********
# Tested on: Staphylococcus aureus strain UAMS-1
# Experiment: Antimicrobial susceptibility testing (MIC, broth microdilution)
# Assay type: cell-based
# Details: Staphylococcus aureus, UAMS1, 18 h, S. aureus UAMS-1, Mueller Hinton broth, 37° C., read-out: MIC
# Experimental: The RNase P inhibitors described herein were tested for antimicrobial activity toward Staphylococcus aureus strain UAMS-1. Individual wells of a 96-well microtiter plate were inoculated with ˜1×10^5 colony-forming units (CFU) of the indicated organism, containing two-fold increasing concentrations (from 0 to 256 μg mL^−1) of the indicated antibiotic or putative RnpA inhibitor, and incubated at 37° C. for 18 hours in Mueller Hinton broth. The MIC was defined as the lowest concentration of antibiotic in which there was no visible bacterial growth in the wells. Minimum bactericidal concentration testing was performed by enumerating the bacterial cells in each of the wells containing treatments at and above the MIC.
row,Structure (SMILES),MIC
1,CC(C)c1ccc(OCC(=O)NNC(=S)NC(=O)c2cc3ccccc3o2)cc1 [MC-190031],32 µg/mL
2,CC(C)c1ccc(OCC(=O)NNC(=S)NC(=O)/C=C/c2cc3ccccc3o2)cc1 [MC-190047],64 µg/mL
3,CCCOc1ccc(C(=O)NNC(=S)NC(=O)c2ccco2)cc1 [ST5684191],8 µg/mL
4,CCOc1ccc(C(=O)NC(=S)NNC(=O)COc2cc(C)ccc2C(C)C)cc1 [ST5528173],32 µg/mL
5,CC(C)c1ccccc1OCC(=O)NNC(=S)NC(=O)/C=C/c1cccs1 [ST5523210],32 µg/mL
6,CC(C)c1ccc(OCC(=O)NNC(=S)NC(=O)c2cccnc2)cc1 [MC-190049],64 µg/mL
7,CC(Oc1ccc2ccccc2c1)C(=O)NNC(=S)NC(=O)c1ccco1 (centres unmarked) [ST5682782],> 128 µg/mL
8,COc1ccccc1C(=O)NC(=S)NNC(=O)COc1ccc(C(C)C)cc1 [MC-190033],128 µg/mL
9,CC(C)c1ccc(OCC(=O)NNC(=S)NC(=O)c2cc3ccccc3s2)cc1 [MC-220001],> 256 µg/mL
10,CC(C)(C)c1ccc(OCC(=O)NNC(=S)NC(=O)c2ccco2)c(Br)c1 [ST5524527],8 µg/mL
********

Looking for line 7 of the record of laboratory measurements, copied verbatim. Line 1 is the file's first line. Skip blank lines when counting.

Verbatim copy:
1,CC(C)c1ccc(OCC(=O)NNC(=S)NC(=O)c2cc3ccccc3o2)cc1 [MC-190031],32 µg/mL